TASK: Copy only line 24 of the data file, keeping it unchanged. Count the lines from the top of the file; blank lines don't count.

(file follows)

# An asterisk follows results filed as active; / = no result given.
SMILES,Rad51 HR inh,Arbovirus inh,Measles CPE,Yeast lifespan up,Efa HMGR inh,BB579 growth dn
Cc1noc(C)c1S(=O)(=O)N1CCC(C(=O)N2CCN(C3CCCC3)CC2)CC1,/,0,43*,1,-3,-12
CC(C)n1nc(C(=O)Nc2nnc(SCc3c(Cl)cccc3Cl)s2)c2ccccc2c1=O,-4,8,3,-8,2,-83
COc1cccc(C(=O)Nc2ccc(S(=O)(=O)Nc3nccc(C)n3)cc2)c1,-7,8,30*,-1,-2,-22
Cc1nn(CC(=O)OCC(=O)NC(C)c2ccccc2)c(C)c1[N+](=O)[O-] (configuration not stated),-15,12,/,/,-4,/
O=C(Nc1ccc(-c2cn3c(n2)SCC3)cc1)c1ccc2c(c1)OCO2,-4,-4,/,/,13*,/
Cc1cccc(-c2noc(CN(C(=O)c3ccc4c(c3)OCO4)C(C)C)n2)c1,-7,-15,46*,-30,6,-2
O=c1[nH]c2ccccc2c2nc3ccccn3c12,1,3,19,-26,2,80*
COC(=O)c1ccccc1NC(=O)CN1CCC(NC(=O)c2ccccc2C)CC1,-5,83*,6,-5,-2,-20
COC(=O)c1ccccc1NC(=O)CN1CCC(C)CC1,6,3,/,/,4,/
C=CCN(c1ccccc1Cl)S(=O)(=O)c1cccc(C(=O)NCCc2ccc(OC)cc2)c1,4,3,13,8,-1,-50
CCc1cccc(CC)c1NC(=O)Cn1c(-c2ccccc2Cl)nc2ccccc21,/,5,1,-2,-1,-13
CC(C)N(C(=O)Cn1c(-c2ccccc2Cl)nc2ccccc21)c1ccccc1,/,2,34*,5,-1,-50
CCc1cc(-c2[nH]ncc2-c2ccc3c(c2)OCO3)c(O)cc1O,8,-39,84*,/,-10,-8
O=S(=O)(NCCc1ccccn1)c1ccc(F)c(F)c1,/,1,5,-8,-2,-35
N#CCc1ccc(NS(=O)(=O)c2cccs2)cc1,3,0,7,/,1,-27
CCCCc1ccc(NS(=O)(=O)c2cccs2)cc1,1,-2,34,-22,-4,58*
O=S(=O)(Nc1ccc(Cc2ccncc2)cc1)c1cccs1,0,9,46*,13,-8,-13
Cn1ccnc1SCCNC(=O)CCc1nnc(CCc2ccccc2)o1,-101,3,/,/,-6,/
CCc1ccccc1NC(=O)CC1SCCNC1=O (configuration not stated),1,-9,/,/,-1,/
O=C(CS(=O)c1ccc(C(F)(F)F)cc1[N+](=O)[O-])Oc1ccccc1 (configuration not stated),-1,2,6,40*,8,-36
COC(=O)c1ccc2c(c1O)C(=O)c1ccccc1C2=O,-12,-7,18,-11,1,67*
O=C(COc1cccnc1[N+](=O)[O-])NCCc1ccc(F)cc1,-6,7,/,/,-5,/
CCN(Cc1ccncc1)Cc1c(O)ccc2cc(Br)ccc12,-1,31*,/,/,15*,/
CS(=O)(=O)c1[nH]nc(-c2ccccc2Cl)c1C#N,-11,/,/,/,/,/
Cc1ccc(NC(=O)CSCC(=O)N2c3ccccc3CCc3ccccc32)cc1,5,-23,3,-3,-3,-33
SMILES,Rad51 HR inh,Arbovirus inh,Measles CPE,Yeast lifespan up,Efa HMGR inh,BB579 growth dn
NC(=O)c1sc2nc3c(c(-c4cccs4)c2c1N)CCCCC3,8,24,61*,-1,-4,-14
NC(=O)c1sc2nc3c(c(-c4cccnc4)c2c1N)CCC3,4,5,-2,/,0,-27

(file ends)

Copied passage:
O=C(COc1cccnc1[N+](=O)[O-])NCCc1ccc(F)cc1,-6,7,/,/,-5,/